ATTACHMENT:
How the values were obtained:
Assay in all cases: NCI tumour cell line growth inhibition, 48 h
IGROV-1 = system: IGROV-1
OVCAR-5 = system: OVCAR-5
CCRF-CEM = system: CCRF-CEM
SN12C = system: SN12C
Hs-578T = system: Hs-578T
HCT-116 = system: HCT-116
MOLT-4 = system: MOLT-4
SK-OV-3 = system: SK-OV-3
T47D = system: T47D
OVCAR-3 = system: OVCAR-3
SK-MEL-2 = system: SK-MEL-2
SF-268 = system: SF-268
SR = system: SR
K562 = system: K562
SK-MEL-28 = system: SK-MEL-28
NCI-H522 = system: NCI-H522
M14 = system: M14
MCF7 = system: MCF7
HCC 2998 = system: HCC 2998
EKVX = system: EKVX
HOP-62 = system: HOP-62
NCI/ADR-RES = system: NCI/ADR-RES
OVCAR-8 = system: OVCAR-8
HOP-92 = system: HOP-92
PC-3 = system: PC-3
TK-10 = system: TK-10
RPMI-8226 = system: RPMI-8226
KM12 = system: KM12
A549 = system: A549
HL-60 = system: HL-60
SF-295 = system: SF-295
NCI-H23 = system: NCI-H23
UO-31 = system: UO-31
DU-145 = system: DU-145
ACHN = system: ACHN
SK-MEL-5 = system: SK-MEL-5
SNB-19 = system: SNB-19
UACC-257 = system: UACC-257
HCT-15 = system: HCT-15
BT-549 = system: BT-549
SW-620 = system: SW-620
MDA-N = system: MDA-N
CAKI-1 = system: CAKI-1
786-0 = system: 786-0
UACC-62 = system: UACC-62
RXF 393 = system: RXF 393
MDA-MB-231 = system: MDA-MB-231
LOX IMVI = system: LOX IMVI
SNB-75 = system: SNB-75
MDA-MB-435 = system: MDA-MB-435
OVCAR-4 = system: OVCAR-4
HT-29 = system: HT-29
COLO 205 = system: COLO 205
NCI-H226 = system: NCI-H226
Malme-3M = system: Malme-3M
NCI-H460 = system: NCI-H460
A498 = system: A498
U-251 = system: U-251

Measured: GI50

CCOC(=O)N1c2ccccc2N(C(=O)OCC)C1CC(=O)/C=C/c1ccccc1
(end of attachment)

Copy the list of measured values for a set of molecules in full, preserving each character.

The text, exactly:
How the values were obtained:
Assay in all cases: NCI tumour cell line growth inhibition, 48 h
IGROV-1 = system: IGROV-1
OVCAR-5 = system: OVCAR-5
CCRF-CEM = system: CCRF-CEM
SN12C = system: SN12C
Hs-578T = system: Hs-578T
HCT-116 = system: HCT-116
MOLT-4 = system: MOLT-4
SK-OV-3 = system: SK-OV-3
T47D = system: T47D
OVCAR-3 = system: OVCAR-3
SK-MEL-2 = system: SK-MEL-2
SF-268 = system: SF-268
SR = system: SR
K562 = system: K562
SK-MEL-28 = system: SK-MEL-28
NCI-H522 = system: NCI-H522
M14 = system: M14
MCF7 = system: MCF7
HCC 2998 = system: HCC 2998
EKVX = system: EKVX
HOP-62 = system: HOP-62
NCI/ADR-RES = system: NCI/ADR-RES
OVCAR-8 = system: OVCAR-8
HOP-92 = system: HOP-92
PC-3 = system: PC-3
TK-10 = system: TK-10
RPMI-8226 = system: RPMI-8226
KM12 = system: KM12
A549 = system: A549
HL-60 = system: HL-60
SF-295 = system: SF-295
NCI-H23 = system: NCI-H23
UO-31 = system: UO-31
DU-145 = system: DU-145
ACHN = system: ACHN
SK-MEL-5 = system: SK-MEL-5
SNB-19 = system: SNB-19
UACC-257 = system: UACC-257
HCT-15 = system: HCT-15
BT-549 = system: BT-549
SW-620 = system: SW-620
MDA-N = system: MDA-N
CAKI-1 = system: CAKI-1
786-0 = system: 786-0
UACC-62 = system: UACC-62
RXF 393 = system: RXF 393
MDA-MB-231 = system: MDA-MB-231
LOX IMVI = system: LOX IMVI
SNB-75 = system: SNB-75
MDA-MB-435 = system: MDA-MB-435
OVCAR-4 = system: OVCAR-4
HT-29 = system: HT-29
COLO 205 = system: COLO 205
NCI-H226 = system: NCI-H226
Malme-3M = system: Malme-3M
NCI-H460 = system: NCI-H460
A498 = system: A498
U-251 = system: U-251

Measured: GI50

CCOC(=O)N1c2ccccc2N(C(=O)OCC)C1CC(=O)/C=C/c1ccccc1